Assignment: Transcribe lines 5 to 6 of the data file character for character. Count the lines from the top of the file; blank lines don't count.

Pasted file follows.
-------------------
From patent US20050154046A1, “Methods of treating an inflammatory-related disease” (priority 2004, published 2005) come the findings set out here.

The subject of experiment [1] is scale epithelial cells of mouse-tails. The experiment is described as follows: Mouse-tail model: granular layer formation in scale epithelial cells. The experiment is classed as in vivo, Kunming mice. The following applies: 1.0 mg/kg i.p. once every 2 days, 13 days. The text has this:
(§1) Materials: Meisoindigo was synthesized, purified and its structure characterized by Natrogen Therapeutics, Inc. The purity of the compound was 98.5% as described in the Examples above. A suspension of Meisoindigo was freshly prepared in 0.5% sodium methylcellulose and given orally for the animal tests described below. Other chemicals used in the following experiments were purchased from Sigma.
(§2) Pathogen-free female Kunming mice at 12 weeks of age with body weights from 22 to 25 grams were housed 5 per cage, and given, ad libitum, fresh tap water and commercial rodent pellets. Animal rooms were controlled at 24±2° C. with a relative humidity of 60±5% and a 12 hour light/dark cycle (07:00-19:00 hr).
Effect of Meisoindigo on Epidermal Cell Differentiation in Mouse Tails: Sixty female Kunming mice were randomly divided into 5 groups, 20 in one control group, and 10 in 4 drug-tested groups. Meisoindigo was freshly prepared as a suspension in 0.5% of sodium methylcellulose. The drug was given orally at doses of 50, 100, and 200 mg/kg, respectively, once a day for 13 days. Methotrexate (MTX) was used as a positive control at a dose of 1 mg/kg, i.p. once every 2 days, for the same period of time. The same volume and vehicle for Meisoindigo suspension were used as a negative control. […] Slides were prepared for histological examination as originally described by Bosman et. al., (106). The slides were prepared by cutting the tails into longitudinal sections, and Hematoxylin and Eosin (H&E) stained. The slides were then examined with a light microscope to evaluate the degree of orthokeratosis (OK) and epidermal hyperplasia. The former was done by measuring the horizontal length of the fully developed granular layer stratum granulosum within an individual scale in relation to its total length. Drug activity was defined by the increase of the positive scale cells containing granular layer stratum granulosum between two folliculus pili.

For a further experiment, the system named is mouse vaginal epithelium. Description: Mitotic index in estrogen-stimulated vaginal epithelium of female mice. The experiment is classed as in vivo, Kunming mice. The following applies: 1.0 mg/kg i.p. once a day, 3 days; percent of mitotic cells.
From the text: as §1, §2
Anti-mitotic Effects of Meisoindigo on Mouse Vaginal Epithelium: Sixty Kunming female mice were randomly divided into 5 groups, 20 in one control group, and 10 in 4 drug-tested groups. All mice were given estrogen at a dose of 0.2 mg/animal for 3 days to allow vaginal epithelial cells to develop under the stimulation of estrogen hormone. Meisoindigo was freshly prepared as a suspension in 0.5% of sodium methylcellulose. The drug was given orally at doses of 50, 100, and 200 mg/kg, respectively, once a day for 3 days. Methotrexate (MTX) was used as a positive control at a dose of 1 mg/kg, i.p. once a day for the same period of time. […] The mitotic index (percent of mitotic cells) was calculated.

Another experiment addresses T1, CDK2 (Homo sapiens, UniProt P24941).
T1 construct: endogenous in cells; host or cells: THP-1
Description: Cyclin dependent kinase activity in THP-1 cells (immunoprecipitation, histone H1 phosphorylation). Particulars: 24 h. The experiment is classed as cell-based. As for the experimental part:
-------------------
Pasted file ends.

Effect of Meisoindigo on Epidermal Cell Differentiation in Mouse Tails: Sixty female Kunming mice were randomly divided into 5 groups, 20 in one control group, and 10 in 4 drug-tested groups. Meisoindigo was freshly prepared as a suspension in 0.5% of sodium methylcellulose. The drug was given orally at doses of 50, 100, and 200 mg/kg, respectively, once a day for 13 days. Methotrexate (MTX) was used as a positive control at a dose of 1 mg/kg, i.p. once every 2 days, for the same period of time. The same volume and vehicle for Meisoindigo suspension were used as a negative control. […] Slides were prepared for histological examination as originally described by Bosman et. al., (106). The slides were prepared by cutting the tails into longitudinal sections, and Hematoxylin and Eosin (H&E) stained. The slides were then examined with a light microscope to evaluate the degree of orthokeratosis (OK) and epidermal hyperplasia. The former was done by measuring the horizontal length of the fully developed granular layer stratum granulosum within an individual scale in relation to its total length. Drug activity was defined by the increase of the positive scale cells containing granular layer stratum granulosum between two folliculus pili.

For a further experiment, the system named is mouse vaginal epithelium. Description: Mitotic index in estrogen-stimulated vaginal epithelium of female mice. The experiment is classed as in vivo, Kunming mice. The following applies: 1.0 mg/kg i.p. once a day, 3 days; percent of mitotic cells.